Children of an Atheist talk about God
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Re-Post: Lies we tell ourselves about abuse
Rather Dead Than Queer
  • Michelle

    I love what you have explored here. You have hit upon a most beautiful aspect of the CAtholic church. I"m interested to read more.

    As far as translating from paper to life…as with everything, it depends on things. For my husband an me, we are on our faith journey together and came to the same realization as you have written about here, together. When our marriage began, we were under the impression that "anything goes" since we were married. However, we learned through reading (and our fabulous NFP classes through Couple to Couple league) the grave and mortal implications of sexual sin for all of us, homosexual or heterosexual.

    What I find sad is the number of CAtholics…well the number of people in general who will not hear the CAtechism quotes you have in your post and listen to the Church's beautiful teaching on this topic. They are stuck in the mindset that since the Church calls those acts "disordered" that the Church is not compassionate. I pray the Holy Spirit opens their hearts.

    Thank you for these posts…you write so well and I love watching you come at this from your unique point of view.

  • Joy

    Very interesting, I am really appreciating your thorough and gentle approach to this delicate topic.

    Another common misunderstanding is that sex is only permissible if conception is likely, not true. We are only called to be open even if past menopause, or told by the medical community that conception is unlikely to impossible ~ as Sarah, Hannah and Elizabeth of Scripture shows~ God can create amazing gifts if we are but open.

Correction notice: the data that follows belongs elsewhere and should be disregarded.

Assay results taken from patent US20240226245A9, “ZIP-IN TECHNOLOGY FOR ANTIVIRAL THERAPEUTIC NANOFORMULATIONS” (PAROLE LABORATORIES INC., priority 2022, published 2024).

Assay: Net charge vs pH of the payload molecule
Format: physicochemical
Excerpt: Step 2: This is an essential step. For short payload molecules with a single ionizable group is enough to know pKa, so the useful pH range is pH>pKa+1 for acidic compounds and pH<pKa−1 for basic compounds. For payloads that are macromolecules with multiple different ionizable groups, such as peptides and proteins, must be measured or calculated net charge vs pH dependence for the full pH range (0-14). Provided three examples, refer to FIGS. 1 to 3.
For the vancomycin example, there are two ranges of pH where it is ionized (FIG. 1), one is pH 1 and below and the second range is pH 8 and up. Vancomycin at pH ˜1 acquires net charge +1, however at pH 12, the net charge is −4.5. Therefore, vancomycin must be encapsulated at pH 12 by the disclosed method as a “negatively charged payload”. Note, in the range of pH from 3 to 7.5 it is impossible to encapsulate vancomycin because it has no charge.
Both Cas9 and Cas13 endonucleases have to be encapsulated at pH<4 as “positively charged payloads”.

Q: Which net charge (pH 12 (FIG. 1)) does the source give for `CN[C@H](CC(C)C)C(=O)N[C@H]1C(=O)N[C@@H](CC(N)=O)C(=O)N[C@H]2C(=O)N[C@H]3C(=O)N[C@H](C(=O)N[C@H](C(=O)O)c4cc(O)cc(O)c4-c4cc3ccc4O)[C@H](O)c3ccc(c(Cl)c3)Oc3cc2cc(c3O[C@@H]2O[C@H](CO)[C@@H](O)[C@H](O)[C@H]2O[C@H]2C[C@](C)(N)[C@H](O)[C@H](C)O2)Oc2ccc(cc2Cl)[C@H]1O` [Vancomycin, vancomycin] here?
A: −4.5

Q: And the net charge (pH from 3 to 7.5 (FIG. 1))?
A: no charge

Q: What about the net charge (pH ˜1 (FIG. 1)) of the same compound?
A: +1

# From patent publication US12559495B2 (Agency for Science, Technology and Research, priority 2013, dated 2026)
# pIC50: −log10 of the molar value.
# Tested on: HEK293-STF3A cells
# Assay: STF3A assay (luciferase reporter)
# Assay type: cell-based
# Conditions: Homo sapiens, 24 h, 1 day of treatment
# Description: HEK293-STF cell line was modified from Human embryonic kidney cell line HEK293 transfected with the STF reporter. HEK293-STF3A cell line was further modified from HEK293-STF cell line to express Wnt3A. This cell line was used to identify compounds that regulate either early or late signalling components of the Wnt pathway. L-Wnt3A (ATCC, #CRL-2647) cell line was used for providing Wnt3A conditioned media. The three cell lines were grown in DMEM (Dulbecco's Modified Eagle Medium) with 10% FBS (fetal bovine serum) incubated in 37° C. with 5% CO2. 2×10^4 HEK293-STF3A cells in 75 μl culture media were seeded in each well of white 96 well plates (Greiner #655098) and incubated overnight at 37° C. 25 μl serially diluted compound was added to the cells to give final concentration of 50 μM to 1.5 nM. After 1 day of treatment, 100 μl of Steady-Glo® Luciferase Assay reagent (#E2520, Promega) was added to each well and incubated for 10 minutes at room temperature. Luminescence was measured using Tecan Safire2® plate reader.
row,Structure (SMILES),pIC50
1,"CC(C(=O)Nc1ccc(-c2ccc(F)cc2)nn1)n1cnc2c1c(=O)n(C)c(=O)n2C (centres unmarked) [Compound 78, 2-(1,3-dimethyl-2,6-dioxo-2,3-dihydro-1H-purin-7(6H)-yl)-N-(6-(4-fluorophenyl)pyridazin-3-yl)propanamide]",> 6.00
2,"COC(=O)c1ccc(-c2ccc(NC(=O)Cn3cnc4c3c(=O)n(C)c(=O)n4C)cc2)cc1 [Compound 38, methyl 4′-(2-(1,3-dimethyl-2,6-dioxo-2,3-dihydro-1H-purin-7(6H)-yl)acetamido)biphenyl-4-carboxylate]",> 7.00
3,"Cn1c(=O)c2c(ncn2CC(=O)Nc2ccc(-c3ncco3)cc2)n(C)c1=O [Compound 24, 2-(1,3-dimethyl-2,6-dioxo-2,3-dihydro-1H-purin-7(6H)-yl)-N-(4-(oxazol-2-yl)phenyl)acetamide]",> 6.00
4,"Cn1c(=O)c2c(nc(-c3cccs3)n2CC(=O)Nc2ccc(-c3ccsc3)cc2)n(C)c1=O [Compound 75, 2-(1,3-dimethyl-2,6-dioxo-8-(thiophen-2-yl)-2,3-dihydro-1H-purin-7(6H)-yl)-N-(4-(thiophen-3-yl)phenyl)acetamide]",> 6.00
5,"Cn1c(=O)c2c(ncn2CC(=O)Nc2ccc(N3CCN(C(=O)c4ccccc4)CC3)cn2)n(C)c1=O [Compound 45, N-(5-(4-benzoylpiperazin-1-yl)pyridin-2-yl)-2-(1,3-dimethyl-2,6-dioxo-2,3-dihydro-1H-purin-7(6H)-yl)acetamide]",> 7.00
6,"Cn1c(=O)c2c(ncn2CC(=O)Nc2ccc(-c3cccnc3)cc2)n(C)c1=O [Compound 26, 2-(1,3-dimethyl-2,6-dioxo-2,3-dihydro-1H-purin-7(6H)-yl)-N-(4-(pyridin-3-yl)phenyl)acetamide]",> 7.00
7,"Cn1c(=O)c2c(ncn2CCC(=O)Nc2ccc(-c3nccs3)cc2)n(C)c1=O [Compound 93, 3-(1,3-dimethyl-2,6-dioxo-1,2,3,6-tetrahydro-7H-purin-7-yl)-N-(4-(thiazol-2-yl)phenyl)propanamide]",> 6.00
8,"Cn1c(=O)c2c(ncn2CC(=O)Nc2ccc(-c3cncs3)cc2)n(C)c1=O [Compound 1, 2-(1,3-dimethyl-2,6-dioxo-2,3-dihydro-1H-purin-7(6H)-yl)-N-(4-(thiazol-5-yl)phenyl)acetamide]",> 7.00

• Maurisa

    You nailed it! Several years ago this same thought occurred to me and I was thrilled to realize the consistency across the board in Catholic teaching.

    This can be taken a step further to cover why the Church is opposed to certain fertility pursuits, like IVF. Anything that separates the procreative from the unitive aspect of sexual relations( or the means from the ends) is inherently evil. It is a connected teaching that make absolute sense when seen in the light of the entire teaching on human sexuality.

    To answer your question, for the most part, yes, the teaching does translate from paper to life. In my experience I have seen the tendency toward homosexuality treated with compassion and Truth within the Church.

  • Jenelle

    Great post. It is a touchy subject that is hard to discuss but the quotes do show how welcoming the Church can be. As for relating to life I had a friend in highschool that fell in the group with same-sex attractions and, while he knew it would be a cross he had to bear, he felt welcomed an understood by the Church. He believes in the sacredness of the marital act and knows he will never experience it.

    He doesn't want people to A- think it's a choice he is making and therefore he is awful for making it or B – think there is no problem with him dating even though the relationship can never be fruitful. Most people I know had no problem with him being active in church, but some Protestant Christians thought I was being a bad friend allowing his attractions to continue without argument. Even with the beautiful teaching of the Church, it is a hard situation for sure

  • Claire

    Lots of good thoughts here! I agree that the consistency and compassion with which the Catholic Church teaches on sexuality is very affirming.

    I was thinking about the sentence where you said:

    "There is nothing sinful about being attracted to people of the same sex."

    While you are correct in clarifying that the attraction itself is not a sin, it is "disordered" (CCC 2358), and needs to be recognized as such. Because homosexual actions are inherently destructive, the desire cannot ever be looked as "normal". For example, if I struggled with an ever-present desire to go out and shoot someone, no one should say, "Oh, that's fine for you to want to do that, as long as you don't go out and do it." We'd all recognize that inclination as unhealthy, and I should seek to be freed of the disordered desire by prayer, counseling, or whatever the healing may be.